Infiltrating the KKK: Ron Stallworth’s story

Ron Stallworth describes how he infiltrated the KKK as the first black police officer in Colorado Springs.


Charles Peckman

Ron Stallworth talks on the radio on Wednesday. Stallworth, whose book *Black Klansman* was adapted into a Spike Lee film, discusses his time as a police officer and his infiltration of the KKK.

Haley Triem, Arts Reporter

A man stands on the stage, his dark skin illuminated with blue light, his T-shirt proclaiming “Inside a Black Man’s Mind.” Instead of standing behind the podium, he stands beside it, leaning casually toward the mic with a hand on his hip. His stance is powerful and strong, his voice, welcoming and kind.

“Where is my wife?” he asks, scanning the crowd and shading his eyes. His face relaxes into a smile as she raises her hand from the front row, and he gives her a wave. Then, he leans toward the mic to begin the true story of how he, as a black man, joined the Ku Klux Klan.

On Jan. 23 at 7:30 pm, Ron Stallworth, a former detective and the author of BlacK Klansman, spoke at the Englert, 221 E. Washington St.. He delivered his story of infiltrating the KKK as an undercover detective and then, how his story became a bestselling book and, eventually, a movie with six Oscar nominations.

Stallworth said that, on a whim, he responded to a newspaper ad inviting new members to the Colorado Springs chapter of the KKK.

“I figured what the hell,” he said. “I wrote the letter, and it was very simple. I signed it, put it in the mail, and forgot about it. I always get asked what was the scope of your plan for this investigation. There was none. We didn’t know what we were walking into. Who are these guys, what is their purpose, why are they here?”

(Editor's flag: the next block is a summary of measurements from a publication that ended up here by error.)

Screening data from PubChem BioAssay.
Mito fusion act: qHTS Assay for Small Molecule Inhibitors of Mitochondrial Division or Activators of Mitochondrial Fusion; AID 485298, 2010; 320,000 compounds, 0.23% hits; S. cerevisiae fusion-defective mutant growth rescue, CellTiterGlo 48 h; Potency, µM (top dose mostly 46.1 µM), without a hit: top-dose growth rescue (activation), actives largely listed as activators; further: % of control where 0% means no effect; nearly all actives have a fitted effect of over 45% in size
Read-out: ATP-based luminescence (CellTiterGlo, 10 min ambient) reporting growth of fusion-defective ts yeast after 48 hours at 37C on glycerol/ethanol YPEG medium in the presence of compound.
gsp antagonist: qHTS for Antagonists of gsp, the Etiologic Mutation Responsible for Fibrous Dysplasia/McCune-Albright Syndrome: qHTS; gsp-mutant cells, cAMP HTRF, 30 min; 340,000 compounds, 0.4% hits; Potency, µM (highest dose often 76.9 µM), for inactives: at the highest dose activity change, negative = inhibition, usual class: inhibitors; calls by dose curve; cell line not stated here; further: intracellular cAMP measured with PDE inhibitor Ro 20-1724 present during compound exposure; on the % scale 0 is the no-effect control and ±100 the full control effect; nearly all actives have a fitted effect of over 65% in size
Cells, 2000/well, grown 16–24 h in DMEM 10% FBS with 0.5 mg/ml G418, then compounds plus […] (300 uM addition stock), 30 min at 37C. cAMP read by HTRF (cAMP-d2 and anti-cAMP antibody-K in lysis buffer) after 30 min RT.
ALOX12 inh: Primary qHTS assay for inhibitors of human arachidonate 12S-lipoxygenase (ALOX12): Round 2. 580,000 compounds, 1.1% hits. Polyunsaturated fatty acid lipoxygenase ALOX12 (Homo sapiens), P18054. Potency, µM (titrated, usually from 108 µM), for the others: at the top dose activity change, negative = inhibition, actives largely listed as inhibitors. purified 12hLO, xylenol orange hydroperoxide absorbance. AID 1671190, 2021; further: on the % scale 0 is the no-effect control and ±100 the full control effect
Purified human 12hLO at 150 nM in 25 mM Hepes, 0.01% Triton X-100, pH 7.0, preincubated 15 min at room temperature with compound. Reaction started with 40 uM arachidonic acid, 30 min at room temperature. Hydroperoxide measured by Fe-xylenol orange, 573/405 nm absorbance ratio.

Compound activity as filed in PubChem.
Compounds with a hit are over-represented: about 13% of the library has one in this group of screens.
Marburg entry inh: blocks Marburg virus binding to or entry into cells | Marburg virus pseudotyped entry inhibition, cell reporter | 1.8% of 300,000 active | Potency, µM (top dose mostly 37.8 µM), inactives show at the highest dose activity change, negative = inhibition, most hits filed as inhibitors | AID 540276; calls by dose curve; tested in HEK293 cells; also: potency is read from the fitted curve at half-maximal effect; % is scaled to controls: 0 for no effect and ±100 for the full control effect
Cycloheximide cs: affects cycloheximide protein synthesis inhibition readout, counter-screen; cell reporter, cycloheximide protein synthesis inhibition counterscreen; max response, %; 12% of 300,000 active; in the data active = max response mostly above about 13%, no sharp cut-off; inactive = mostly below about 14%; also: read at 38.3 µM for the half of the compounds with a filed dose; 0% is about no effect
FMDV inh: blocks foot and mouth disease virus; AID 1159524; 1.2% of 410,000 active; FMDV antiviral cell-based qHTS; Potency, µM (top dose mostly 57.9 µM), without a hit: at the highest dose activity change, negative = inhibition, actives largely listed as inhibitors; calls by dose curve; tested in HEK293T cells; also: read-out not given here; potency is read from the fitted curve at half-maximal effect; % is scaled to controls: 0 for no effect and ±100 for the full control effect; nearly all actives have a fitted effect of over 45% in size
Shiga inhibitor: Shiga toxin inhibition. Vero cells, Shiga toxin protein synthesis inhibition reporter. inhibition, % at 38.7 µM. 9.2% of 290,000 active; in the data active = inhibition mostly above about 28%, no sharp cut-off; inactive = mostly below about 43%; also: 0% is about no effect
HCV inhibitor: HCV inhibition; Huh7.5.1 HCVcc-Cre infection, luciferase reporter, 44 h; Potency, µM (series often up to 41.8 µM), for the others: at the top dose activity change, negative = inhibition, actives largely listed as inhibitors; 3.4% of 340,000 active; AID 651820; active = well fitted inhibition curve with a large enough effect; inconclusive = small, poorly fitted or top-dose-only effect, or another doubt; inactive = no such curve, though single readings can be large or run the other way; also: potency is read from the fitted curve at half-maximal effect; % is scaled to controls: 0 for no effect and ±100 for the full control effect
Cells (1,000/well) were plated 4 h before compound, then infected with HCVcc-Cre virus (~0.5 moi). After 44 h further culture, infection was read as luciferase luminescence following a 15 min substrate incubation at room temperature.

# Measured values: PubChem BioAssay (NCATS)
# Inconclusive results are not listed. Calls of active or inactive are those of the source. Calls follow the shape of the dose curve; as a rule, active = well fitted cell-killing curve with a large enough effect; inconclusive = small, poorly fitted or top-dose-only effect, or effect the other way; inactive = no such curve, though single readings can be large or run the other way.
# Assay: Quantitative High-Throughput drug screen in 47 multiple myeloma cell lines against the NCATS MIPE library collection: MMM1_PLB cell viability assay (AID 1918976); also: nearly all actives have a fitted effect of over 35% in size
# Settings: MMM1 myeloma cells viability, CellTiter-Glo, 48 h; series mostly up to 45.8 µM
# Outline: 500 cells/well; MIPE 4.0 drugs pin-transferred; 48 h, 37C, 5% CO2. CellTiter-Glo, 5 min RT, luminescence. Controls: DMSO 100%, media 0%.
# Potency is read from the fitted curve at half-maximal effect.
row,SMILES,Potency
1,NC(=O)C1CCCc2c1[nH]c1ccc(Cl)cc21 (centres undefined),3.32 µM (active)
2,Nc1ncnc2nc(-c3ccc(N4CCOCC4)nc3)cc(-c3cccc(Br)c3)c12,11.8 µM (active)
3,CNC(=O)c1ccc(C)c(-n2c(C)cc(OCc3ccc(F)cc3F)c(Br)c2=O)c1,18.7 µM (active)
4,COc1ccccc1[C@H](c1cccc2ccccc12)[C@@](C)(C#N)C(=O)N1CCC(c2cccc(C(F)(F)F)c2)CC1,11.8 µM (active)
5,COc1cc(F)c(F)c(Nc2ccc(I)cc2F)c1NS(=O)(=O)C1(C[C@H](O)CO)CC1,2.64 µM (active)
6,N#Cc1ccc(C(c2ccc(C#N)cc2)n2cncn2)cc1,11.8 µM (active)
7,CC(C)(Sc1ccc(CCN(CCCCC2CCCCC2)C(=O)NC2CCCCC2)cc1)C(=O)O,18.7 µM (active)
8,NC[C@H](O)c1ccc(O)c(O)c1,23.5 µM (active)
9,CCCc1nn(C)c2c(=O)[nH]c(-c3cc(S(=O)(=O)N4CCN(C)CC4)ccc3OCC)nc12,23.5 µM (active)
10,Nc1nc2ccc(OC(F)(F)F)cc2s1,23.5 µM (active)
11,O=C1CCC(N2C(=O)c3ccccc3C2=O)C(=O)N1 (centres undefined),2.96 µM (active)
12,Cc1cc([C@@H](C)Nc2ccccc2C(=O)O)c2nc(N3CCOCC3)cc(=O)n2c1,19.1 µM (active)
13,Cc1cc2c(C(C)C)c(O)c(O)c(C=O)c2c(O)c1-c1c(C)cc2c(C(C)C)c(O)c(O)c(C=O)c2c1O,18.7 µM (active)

To his great surprise, he received a call from Ken O’Dell, the local KKK organizer.

“I called him back, pretending to be me,” Stallworth said and laughed. “Sounds like a movie, doesn’t it?”

Stallworth then went through the rigorous process of persuading his superiors to allow him to lead the investigation — which wasn’t easy, given the circumstances. He had given his true name to O’Dell, during what he called “a moment that could only be described as a brain-freeze.” Thus, he would need help from another undercover cop that could pose as Ron Stallworth at KKK meetings.

“I had to have a white officer become my avatar,” Stallworth said. “I get asked, why did you not turn this over to your avatar? I didn’t turn it over because it was my investigation.”

Playing double was no easy feat however.

“Chuck and I” he said, referring to the alias of the white officer who physically went to the meetings as Ron Stallworth, “had to maintain a conversational flow. He knew what I said, I knew what he said. I might have had a call at 8 and then had to brief him for an 8:15 meeting. Every meeting, every phone call, we kept this up over a seven-month period of time.”

This story is intriguing to say the least, and holds good entertainment value (as proven by the highly popular book and movie). However, beneath the humor of the situation were much darker tensions.

“If you see the movie, they are all bumbling idiots,” Stallworth said. “I always thought, if this is an example of what white supremacy is, we’ve got nothing to worry about. I knew they had full intent, though, to cause harm. They told me that they were going to bomb the two gay bars in town. They had the full capability to pull the bombing off, with numerous members having worked with explosives before. Many of them carried concealed firearms.”